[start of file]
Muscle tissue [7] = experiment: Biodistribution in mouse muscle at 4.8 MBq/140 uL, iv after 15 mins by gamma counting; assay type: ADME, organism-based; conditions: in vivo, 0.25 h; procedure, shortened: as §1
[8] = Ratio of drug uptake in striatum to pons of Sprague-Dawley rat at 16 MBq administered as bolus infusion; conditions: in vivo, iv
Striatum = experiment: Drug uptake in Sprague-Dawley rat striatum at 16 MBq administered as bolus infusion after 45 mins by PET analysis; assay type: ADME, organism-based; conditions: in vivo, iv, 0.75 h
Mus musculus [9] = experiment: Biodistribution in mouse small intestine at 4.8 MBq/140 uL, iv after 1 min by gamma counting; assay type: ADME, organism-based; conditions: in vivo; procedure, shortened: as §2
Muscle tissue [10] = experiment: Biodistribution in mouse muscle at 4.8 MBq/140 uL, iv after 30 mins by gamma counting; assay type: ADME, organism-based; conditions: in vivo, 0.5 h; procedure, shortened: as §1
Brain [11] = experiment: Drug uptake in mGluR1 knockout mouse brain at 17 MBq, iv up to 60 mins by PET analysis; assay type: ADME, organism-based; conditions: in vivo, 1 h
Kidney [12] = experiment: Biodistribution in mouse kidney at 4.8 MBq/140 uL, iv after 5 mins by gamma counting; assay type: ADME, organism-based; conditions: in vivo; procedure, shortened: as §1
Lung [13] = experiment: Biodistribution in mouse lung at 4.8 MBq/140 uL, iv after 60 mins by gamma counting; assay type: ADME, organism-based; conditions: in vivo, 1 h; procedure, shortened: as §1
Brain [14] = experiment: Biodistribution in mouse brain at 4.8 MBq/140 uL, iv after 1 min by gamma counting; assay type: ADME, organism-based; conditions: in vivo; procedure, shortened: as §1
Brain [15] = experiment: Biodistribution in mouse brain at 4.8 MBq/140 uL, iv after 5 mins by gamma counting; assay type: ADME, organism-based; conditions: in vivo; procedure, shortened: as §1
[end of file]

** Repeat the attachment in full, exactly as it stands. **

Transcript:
Muscle tissue [7] = experiment: Biodistribution in mouse muscle at 4.8 MBq/140 uL, iv after 15 mins by gamma counting; assay type: ADME, organism-based; conditions: in vivo, 0.25 h; procedure, shortened: as §1
[8] = Ratio of drug uptake in striatum to pons of Sprague-Dawley rat at 16 MBq administered as bolus infusion; conditions: in vivo, iv
Striatum = experiment: Drug uptake in Sprague-Dawley rat striatum at 16 MBq administered as bolus infusion after 45 mins by PET analysis; assay type: ADME, organism-based; conditions: in vivo, iv, 0.75 h
Mus musculus [9] = experiment: Biodistribution in mouse small intestine at 4.8 MBq/140 uL, iv after 1 min by gamma counting; assay type: ADME, organism-based; conditions: in vivo; procedure, shortened: as §2
Muscle tissue [10] = experiment: Biodistribution in mouse muscle at 4.8 MBq/140 uL, iv after 30 mins by gamma counting; assay type: ADME, organism-based; conditions: in vivo, 0.5 h; procedure, shortened: as §1
Brain [11] = experiment: Drug uptake in mGluR1 knockout mouse brain at 17 MBq, iv up to 60 mins by PET analysis; assay type: ADME, organism-based; conditions: in vivo, 1 h
Kidney [12] = experiment: Biodistribution in mouse kidney at 4.8 MBq/140 uL, iv after 5 mins by gamma counting; assay type: ADME, organism-based; conditions: in vivo; procedure, shortened: as §1
Lung [13] = experiment: Biodistribution in mouse lung at 4.8 MBq/140 uL, iv after 60 mins by gamma counting; assay type: ADME, organism-based; conditions: in vivo, 1 h; procedure, shortened: as §1
Brain [14] = experiment: Biodistribution in mouse brain at 4.8 MBq/140 uL, iv after 1 min by gamma counting; assay type: ADME, organism-based; conditions: in vivo; procedure, shortened: as §1
Brain [15] = experiment: Biodistribution in mouse brain at 4.8 MBq/140 uL, iv after 5 mins by gamma counting; assay type: ADME, organism-based; conditions: in vivo; procedure, shortened: as §1